low platelets

CarterfamilyMarch 7, 2011

three days ago we found a lab mix puppy that was dropped off in our area. There were three puppies, which have been placed in good homes. Hematit (Mati) was taken to the vet today, for her shots and a check up. Over the last few days she has been sleeping a lot, vomited once and had diarrhea. The vet tested for parvo which showed negative in the CBC and Stool testing. But the CBC also showed platelets of 13,000. We are starting antibiotics tomorrow, but the vet is unsure why a puppy (less then 12 weeks old) would have such low platelets. She was sure it was parvo. At no time was Mati's temp taken, heart listened to or anything. Just the blood test and stool sample. Now the vet called saying we should get additional test to rule out more serious problems, I.E cancer because her platelets are low. She actually saw zero platelets when she did a smear test, but when it was sent to a outside lab, it showed 13,000. Mati, has been adjusting to losing her mom, sister and brother as well as a new home and routine. She eats well, drinks water, plays quite a bit and sleeps. She has no bruising, no red spots on her gums, or other signs of low platelets. Any advice would be appreciated. We are willing to go to another vet, but if she should start antibiotics asap we do not want to waste another day. Although she has only been in our home a few days she is apart of our family now.

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Fori is not pleased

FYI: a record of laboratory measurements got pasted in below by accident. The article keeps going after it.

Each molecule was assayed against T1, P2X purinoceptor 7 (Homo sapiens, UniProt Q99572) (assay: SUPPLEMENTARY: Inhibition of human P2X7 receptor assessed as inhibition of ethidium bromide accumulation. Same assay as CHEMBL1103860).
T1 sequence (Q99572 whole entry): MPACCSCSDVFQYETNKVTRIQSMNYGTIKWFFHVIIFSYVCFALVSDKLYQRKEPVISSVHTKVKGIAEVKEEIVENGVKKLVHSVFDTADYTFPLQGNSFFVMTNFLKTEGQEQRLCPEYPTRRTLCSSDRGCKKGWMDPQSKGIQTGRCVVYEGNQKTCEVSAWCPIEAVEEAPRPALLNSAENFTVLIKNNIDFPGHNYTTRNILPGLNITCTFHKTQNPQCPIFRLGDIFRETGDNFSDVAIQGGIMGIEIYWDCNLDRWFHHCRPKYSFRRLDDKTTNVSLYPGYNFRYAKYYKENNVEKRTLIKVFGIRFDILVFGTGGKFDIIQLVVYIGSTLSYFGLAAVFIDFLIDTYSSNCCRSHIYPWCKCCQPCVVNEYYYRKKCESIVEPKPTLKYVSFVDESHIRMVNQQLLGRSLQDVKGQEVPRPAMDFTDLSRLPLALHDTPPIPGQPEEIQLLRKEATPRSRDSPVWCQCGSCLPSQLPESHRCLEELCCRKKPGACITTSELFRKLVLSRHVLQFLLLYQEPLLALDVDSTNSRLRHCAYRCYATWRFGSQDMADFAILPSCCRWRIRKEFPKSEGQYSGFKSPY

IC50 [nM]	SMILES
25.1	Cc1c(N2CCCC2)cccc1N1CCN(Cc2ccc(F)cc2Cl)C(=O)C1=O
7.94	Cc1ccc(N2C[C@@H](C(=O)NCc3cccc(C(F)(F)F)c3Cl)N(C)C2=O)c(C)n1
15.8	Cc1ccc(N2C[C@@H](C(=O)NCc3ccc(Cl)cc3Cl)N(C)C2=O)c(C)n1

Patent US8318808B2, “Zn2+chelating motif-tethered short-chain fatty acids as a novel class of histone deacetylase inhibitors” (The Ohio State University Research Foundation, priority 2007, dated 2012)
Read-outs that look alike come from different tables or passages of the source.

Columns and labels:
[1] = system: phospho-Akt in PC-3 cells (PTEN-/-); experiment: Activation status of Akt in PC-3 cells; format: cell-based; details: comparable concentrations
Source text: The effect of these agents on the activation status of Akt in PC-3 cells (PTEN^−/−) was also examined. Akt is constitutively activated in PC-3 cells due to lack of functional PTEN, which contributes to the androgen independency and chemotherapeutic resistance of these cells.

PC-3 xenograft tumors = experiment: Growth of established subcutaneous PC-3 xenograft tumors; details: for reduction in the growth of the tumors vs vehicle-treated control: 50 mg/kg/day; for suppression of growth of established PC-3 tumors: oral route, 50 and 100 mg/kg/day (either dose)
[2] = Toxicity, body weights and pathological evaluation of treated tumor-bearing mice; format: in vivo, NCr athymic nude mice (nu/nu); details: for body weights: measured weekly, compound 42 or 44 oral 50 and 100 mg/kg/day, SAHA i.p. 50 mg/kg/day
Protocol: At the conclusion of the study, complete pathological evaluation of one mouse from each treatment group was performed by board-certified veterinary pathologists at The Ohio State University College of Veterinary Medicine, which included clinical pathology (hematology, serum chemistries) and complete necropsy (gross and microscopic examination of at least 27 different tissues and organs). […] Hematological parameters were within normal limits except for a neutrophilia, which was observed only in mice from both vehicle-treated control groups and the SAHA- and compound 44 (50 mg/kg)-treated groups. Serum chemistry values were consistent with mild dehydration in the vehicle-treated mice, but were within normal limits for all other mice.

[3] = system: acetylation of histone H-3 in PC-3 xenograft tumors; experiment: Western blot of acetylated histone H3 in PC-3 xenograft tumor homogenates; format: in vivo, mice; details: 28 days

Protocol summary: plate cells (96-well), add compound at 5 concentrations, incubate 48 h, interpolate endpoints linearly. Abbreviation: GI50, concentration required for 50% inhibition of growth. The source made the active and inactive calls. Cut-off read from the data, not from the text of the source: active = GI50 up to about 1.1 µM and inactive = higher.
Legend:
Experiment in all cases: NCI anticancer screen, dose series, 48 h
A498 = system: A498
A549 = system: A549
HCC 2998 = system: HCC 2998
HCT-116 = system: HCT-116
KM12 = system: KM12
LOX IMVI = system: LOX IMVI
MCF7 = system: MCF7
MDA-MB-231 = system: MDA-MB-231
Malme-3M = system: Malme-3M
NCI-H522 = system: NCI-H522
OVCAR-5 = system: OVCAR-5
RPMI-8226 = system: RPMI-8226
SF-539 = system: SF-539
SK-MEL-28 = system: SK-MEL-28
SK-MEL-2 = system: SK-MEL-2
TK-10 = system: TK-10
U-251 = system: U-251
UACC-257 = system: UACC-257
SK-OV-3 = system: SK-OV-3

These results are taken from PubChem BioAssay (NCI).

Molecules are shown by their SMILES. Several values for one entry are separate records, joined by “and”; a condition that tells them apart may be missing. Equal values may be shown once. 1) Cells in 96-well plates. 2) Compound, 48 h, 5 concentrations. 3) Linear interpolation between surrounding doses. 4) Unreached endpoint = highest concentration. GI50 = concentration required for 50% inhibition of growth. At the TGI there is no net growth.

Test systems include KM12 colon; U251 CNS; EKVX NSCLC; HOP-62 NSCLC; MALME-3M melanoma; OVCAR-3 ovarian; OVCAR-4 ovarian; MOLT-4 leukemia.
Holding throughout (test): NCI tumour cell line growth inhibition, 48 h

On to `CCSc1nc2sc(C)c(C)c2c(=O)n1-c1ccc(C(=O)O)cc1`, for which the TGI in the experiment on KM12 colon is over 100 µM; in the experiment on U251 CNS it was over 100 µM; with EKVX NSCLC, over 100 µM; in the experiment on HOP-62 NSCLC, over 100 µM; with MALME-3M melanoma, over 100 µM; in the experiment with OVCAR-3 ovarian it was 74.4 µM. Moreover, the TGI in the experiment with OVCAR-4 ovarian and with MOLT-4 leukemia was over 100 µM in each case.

If she were a human I'd say go ahead with the antibiotics because they probably can't do any harm (maybe more diarrhea=/). Is there any way to contact the owners of the other puppies and see if they are having issues?

I think I'd see another vet. Antibiotics and a new vet visit.

(Sounds like she's acting like a normal puppy--congratulations!)

    Bookmark   March 7, 2011 at 11:07PM
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Antibiotics can indeed do harm especially in young animals. Certain classes of antibiotics can cause severe tendon problems, tooth problems, bone problems, and kidney failure just to name a few. Not to mention adding to the problem of antibiotic resistant infections. Others are safer for puppies but just because a vet prescribed an antibiotic doesn't mean it's safe for your pet. Especially since they didn't even do a full physical exam.

Just because a parvo test is negative does mean the puppy doesn't have parvo, although a low platelet count without a low white blood cell count is very unusual. There are a few ways this could happen but a negative test does not necessarily rule out parvo infection.

Was the puppy dewormed? That is a very common cause of vomiting, diarrhea, and lethargy in puppies, especially strays. I'd deworm regardless of fecal results for at least roundworms, hookworms, and whipworms because again, a negative test does not necessarily rule out infection.

As far as the platelet count, I'd run the test a second time on a new sample. Could be a simple matter of the blood clotting or platelets clumping, which would screw up the results both by the machine at the outside lab and manually. With a platelet count of 13,000 you'd expect some clinical signs...

    Bookmark   March 8, 2011 at 10:11PM
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